Starting the 4-H season off right: Suggestions for the year’s first meeting

This article will offer suggestions to make youth members, club leaders and parents alike excited to spring into action with their 4-H club!

Despite what the weather might currently be doing outside, it is time to start thinking about warmer days, county fairs, community projects, and all the other educational, inspirational, and recreational activities of Michigan 4-H Youth Development Programs! No matter what project youth are participating in, animal science, arts, environmental and outdoor education, food, health, and well-being, global and cultural education, or one of the many other programs offered through 4-H, it is important to start the year off right!

Michigan State University Extension has resources to evaluate the effectiveness of club meetings by using a 4-H club meeting scorecard, a checklist for success, and a vibrant club assessment, but what about that first meeting of the year? This article will offer suggestions to make youth members, club leaders, and parents alike are excited to spring into action with their 4-H club! 

Get to know youth and adults!

Clubs transition from year to year with new members who have never been in 4-H or youth trying a new project area, as well as members that leave for various reasons. Many club members may attend the same school, but could be in different grades, or there could be youth from several different schools enrolled in one club. The same is true of parents and club leaders – new adults become involved as others conclude their club involvement.

During the first meeting of the year, make sure everyone knows each other with a fun icebreaker activity. These get-to-know you games are fun and can be used with youth, adults or both. There are several different categories of icebreakers to be tried:

Pick one or two that will work best with the group and time you have for the meeting, and learn new and exciting things about everyone in the club!

Prepare a list of activities for the year

The 4-H year goes fast and there is a lot to do in a short period of time. Preparing a list of club activities for meetings is important to ensure youth are learning the life and technical skills of their 4-H project area. This will also help club leaders make sure supplies needed for various activities are ready for meetings ahead of time, avoiding the last minute rush for materials or the question of “What are we doing at this meeting?”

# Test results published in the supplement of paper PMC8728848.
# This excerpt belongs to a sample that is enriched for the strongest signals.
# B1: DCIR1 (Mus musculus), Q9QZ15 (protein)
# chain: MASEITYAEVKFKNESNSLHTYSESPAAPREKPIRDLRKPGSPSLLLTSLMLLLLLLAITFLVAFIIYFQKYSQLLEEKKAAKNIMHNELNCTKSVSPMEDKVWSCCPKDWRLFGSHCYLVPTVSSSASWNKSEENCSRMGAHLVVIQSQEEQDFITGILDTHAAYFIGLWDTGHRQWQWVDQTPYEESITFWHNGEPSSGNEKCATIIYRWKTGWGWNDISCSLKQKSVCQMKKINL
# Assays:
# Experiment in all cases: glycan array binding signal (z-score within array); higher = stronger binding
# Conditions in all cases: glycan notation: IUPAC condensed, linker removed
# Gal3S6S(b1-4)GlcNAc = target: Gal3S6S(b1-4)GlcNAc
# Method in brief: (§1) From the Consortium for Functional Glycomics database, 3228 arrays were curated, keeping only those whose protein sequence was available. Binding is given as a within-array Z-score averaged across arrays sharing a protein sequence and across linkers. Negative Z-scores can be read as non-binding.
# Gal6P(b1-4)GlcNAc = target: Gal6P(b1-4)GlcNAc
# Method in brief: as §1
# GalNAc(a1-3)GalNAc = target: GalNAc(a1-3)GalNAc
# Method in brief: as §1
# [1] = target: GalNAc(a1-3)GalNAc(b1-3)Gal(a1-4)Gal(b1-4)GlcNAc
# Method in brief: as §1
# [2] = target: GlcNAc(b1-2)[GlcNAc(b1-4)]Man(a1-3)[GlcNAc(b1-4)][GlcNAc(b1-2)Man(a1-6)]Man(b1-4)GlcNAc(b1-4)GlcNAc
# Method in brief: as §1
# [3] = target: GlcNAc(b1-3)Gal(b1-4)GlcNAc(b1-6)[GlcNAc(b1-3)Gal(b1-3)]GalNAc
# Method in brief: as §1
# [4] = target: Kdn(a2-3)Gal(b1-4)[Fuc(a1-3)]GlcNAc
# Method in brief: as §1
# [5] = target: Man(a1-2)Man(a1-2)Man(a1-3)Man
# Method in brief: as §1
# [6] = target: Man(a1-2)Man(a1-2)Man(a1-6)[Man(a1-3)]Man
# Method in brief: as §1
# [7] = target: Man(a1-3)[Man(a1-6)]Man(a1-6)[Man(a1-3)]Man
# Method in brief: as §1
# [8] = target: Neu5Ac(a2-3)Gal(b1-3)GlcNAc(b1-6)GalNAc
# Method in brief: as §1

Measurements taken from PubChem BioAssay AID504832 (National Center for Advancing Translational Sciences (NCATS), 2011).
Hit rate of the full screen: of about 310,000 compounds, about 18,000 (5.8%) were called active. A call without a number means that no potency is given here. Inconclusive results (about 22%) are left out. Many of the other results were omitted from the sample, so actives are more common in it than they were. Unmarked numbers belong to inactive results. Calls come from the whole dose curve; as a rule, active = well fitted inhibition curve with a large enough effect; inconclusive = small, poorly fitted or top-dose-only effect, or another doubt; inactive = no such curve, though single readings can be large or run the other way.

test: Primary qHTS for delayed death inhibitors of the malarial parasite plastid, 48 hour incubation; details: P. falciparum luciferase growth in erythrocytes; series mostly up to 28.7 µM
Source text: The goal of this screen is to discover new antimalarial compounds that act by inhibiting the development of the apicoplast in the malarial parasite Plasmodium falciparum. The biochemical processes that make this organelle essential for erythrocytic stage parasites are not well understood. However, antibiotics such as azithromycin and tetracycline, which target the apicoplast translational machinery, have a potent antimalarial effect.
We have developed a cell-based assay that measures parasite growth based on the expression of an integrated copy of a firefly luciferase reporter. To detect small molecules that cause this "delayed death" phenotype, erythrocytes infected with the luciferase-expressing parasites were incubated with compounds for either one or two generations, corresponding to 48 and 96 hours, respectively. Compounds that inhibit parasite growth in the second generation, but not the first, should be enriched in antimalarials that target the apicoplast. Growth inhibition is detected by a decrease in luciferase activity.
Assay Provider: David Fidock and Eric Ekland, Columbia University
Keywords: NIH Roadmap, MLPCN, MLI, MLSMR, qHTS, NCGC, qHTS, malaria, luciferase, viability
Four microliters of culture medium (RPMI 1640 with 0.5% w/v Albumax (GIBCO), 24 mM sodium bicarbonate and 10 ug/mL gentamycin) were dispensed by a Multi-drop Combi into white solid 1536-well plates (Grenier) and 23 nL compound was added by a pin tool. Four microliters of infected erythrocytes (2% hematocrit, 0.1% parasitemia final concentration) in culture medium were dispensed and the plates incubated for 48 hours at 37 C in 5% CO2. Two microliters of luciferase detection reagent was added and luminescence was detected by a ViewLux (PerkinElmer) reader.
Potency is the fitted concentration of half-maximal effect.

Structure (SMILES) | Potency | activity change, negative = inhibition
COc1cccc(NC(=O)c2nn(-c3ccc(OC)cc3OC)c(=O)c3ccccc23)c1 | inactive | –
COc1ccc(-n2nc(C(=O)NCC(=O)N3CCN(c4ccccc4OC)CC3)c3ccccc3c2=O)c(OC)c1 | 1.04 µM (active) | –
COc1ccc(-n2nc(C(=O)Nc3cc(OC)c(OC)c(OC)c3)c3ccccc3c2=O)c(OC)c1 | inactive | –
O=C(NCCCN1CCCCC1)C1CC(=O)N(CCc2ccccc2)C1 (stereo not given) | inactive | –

An example list of club activities for the year might include:

  • Field trip to somewhere related to the project area (e.g., a local dairy farm, a high school play, a museum, state park, botanical garden, etc.)
  • Quiz Bowl or Skill-a-thon competition
  • Senior club members presenting information to younger members
  • Skills clinics (e.g., showmanship, grooming animals for fair, how-to for art projects, cooking demonstrations, etc.)
  • Meeting with a professional in the project area (e.g., a veterinarian, orchestra member, personal trainer, park ranger, Extension specialist etc.)
  • Interactive lesson plans (e.g. Animal Science Anywhere, 4-H Backpack to Adventure, Seeds, Weeds, and Garden Reads, etc.)
  • Preparing for the county fair
  • Community service project
  • Year-in-review with club member stories, pictures, posters, etc. of their favorite activities

The possibilities are endless! Some of these ideas may take place over multiple meetings or be repeated with different topics, like trying several different lesson plans. Asking club members for suggestions is another great way to fill the schedule of events and have at least one activity everyone is really excited about.

Create a calendar

Once you have your activities picked out, it’s time to plan when and where it will all happen! Parents will certainly play a large role in these decisions to ensure youth can attend as many events as possible. Some events, like a county fair, cannot be changed, so schedule events to help prepare for this accordingly. For example, having a showmanship clinic before the fair will be much more beneficial than after!

Other activities will be much more flexible and can happen whenever it works best for the whole group. Setting-up tentative dates will help everyone plan ahead, but always make sure to confirm club meeting dates and times at least a week before the activity.

It will be helpful to have several activities that can be changed or modified, as plans do not always work out exactly as anticipated. For example, if a big thunderstorm happens the day a state park visited was scheduled, a new lesson plan can be covered inside instead.

Ready to go!

These tips, along with knowing the club and what has worked before, will help ensure your 4-H club springs into action on the right foot for 2014!

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